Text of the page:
Within the framework of its economic capabilities, Telekom is legallybound to provide both the infrastructure and the infrastructure services. As the new Telecommunication structure was being omplemented theunification of Germany began, delaying the objectives of the postal reform. ManyMinisters used the successfull expansion of Telekom as a means of recognition,while postponing a rapid seperation of the political and entrepreneurialfunctions. At the beginning of 1990 Telekom had only just started changing froma public administration to an undertaking based on entrepreneurial basedorganization. Telekoms actions during and immediately following unification werestill largely focused on the objectives and procedures of the old Germany. Therefore, there has been no real debate between Telekom and the FederalMinister of Posts and Telecommunications (BMPT) on what gudelines Telekom shouldfollow when investing in the new federal states of the East.
Telekomfrom mustdecide whether it should follow its original political standpoint or its newentrepreneurial approach, or whether the two even differ. Such a judgement isnot only desirable, but necessary to determine where the responsibilities ofTelekom lie. In principle, the regulatory political and organizational structure setupvalid in the Western German telecommunications sector was also binding in thenew federal states of the East on October3, 1990. This was decided even thoughthe conditions were very different in the former GDR due to the poor state ofdevelopment of telecommunications.
The rapid installation of a basicinfrastructure was the priority in the East, while the emphasis in the West waspromoting network and service innovations. Nevertheless the BMPT did littleafter unification to change the regulatory political framework in thissectorregarding the circumstances existing in Eastern Germany. The monopoly onterminal equipment which had been abandoned in the middle of 1990 in WesternGermany was maintained in Eastern Germany until the end of 1991. The ban onprivate agencies offering satelite communication services was eased in mid-1990.
At first, certain conditions were attached to issuing these special permits, butthey were lifted in March 1991. These exceptions to the voice telephone servicemonopoly are limited until 1997, and have not had any major influence onaccelerating the expansion of the telecommunication service offered. Only a fewprivate satellite service firms have offered appropriate services as a result. In connection with the rapid improvements in the possibilities for East-Westcommunication, considerations of cost and quality control have created themajor obstacle to a larger range of services offered by private investors. In June 1991 the BMPT also extended the licence of Mannesmann Mobilfunk,the second cellular mobile radio operator chosen for Western Germany in December1989, to cover the whole of Germany.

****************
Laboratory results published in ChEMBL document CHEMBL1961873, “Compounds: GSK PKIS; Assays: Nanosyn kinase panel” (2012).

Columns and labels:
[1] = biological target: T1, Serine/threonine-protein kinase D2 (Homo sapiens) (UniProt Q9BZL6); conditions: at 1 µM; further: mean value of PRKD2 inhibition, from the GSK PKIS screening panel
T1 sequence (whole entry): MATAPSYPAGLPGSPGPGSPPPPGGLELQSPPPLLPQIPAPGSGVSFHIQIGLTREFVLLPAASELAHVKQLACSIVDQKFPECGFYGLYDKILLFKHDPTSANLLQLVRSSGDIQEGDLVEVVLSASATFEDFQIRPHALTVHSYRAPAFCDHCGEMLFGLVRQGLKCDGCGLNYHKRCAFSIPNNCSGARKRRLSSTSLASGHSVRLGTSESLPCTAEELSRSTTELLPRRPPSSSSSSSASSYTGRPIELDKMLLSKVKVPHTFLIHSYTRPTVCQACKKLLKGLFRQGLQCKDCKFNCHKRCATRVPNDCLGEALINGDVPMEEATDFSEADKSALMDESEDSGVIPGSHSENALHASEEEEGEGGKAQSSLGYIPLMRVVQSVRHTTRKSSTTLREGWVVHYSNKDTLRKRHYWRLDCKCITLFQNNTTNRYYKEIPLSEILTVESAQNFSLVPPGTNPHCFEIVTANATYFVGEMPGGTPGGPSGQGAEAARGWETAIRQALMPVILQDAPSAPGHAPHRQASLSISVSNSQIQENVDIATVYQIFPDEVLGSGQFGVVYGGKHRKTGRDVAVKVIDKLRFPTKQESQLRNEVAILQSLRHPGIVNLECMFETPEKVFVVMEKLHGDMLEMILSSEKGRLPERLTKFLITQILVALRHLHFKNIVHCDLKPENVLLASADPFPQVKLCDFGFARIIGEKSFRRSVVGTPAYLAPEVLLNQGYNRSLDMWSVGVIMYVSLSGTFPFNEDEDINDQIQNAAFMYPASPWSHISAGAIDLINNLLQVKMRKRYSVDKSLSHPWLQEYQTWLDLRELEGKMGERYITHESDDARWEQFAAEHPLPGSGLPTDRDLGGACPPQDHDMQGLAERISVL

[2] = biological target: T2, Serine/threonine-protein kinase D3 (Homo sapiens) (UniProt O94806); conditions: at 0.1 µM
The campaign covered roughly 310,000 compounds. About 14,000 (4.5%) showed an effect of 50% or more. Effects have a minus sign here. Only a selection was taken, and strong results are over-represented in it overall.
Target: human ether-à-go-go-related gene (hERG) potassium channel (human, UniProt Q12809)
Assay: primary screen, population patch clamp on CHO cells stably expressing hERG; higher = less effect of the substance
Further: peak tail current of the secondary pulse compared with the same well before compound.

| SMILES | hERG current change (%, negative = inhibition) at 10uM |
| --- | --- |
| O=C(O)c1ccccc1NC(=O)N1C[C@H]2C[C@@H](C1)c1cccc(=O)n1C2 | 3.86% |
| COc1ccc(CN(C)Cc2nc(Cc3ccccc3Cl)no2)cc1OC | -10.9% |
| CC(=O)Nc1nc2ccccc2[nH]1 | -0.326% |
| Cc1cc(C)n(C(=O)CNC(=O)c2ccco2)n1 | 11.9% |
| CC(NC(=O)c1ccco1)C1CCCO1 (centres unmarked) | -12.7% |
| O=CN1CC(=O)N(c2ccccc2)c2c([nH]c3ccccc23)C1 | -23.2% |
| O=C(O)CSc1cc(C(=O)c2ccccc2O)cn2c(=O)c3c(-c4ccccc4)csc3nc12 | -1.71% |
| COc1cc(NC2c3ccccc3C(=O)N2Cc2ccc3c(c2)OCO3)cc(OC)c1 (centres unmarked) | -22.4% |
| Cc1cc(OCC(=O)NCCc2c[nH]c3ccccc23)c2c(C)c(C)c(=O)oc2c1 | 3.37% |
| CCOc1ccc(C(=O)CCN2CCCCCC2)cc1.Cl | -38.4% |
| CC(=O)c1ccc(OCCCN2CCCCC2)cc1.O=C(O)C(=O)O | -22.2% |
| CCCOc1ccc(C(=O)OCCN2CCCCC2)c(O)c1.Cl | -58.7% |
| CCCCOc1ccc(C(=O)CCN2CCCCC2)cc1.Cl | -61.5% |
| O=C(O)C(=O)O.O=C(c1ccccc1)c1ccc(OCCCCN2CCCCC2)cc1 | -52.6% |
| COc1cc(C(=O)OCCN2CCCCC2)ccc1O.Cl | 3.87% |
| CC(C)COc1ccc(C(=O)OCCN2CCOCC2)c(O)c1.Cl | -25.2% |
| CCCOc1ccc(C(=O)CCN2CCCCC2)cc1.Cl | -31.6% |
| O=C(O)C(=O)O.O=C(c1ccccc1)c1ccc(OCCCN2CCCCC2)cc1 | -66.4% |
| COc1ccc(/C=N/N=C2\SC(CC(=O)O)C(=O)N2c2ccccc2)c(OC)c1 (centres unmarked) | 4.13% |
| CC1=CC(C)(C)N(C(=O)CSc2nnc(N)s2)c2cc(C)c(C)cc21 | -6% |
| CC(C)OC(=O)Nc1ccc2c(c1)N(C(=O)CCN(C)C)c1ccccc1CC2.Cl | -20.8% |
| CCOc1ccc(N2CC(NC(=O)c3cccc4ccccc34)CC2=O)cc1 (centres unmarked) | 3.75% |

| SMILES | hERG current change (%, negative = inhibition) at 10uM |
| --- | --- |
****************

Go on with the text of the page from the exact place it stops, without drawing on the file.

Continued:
At the same time it ordered that Mannesmannwas to provide access to the D2 network for 90% of the population and 75% of thearea in the new states in the East by the end of 1994. The two mobile telephonenetworks in the 900 MHz band, D2 and D1, which were in the process of beingdeveloped just after the political turning point, were in well suited toproviding a considerable expansion in the services offered in Eastern Germany. With respect to the problems encountered by the federal government infinancing German unification, a special contribution to the federal treasury ofapproximately DM 3 billion was imposed on Telekom. The BMPT was able to saveTelekom and its customers from a greater financial burden that had originallybeen planned. In reality, however, this special contribution imposes anadditional financial burden on Telekom and makes the telecommunication servicesit offers in Germany more expensive. After the fall of the Berlin Wall and of the Communist regime at theturn of 1989-90, it was not to clear if the developments would end in a rapidunification of the two Germanies.